warmer climates where they were often joined by relatives and good friends from Wetaskiwin. Opal reflects that Christmas 1978 Gordon and his family came to be with them in California. Interspersed with their many trips to sunny California, the couple sometimes liked to winter in Victoria and Hawaii, the last time being around 1980.

     Opal was very creative. She could draw well and took up oil painting about 1948. She was quite a skilled artist and sold some of her paintings over the years, but mostly gave them away to friends and family. Since she loved flowers, she would sometimes incorporate the flowers she had grown into her paintings. However, she also loved horses and did several paintings of them as well. One year she traveled to Edmonton to take art lessons from Professor Glyde, a well-known artist. Today, the few paintings she has kept for herself are displayed on the walls of her home.

     Another passion of Opal’s which allowed her to be creative and keep busy wherever she happened to be, were handicrafts, particularly crocheting. As each baby was born into the family, Opal ensured that they had a baby set, complete with sweater, bonnet and booties. As the years went by, she extended her kindness to include other newborns born in the Wetaskiwin Hospital. The afghans she crocheted were well-used and well-loved by anyone she gave them to. Opal today, at the age of 102 has again felt inspired to take up her crochet hook, creating yet another baby outfit.

     In 1953 the log cabin at the lake was sold and three years later the Richards bought land west of Wetaskiwin and built a home there. The house was moved to Wetaskiwin in 1967 and still stands today. Opal lived there until four years ago, gardening and tending her beloved cats.

     Throughout her life, one of Opal’s favourite pastimes was the cultivation of flowers. The summers spent at Ma-me-o Beach saw Opal’s flower garden thriving profusely while almost all the other yards featured only sand. Because of the sandy soil, dirt and fertilizer had to be transported in. Her son Gordon recalls lugging pails of water up from the lake to fill the water tubs for his mother’s flowerbeds. Opal even had a pond with water lilies at the lake property. Mac’s niece, Kaye, remembers her aunt never going anywhere (to a family event) without a big bouquet of flowers for the hostess, especially gladiolus, her favourites. She generously shared flowers from her garden for weddings and other occasions.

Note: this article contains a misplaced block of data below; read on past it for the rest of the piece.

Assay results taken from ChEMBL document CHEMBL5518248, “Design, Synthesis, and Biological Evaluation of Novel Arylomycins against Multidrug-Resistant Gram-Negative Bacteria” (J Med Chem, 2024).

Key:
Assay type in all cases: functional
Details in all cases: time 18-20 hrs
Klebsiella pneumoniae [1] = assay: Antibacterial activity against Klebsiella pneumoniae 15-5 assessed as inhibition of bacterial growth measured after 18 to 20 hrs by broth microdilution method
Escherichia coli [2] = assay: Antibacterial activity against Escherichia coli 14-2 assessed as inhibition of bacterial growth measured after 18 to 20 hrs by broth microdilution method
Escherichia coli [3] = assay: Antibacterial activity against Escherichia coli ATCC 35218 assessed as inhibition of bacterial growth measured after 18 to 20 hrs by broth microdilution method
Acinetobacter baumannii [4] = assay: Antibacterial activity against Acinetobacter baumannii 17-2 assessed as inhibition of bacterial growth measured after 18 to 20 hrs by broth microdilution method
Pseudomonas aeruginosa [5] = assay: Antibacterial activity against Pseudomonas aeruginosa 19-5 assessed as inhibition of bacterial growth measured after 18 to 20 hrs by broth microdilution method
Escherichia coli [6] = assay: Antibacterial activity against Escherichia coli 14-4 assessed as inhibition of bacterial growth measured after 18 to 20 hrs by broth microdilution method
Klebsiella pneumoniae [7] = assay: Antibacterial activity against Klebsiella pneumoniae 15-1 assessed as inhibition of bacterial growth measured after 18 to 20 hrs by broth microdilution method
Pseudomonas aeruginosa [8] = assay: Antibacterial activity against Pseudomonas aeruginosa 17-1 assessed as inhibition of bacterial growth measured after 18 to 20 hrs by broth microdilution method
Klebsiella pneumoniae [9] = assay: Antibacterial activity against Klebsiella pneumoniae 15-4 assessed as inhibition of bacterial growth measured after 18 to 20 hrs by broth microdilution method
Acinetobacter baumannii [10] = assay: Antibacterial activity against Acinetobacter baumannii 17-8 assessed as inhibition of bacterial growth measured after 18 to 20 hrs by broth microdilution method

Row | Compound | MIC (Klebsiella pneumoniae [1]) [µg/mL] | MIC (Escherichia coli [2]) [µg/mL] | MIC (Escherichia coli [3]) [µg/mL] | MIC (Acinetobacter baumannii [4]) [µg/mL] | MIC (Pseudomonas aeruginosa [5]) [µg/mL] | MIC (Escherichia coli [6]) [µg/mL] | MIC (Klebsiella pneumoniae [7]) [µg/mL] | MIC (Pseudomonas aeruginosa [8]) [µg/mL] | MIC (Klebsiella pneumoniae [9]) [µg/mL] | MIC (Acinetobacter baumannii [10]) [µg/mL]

Opal continues to grow flowers wherever she lives and to this day, tends a small flower patch at her home in Madyson Manor. She has a standing order with a local florist. Every two weeks a fresh bouquet of flowers is delivered to Opal’s home, where she has a special place for them. All of her long life, it seems Mac has really taken time to “smell the flowers”.

     Another facet to this incredible woman, is that she likes staying connected and still writes letters to her relatives in the United States and Canada. Because she is able to see well, she enjoys doing puzzles and playing cards. It has also been said that she likes to cut her own hair. If that is the case, she is doing a fine job of it. A close family member believes that Mac lives in the moment. This ability, along with her enduring strength, resilience and willingness to give of herself has helped this practical, sensible lady to live the life she chose.



Compiled in 2006.


Category: Wetaskiwin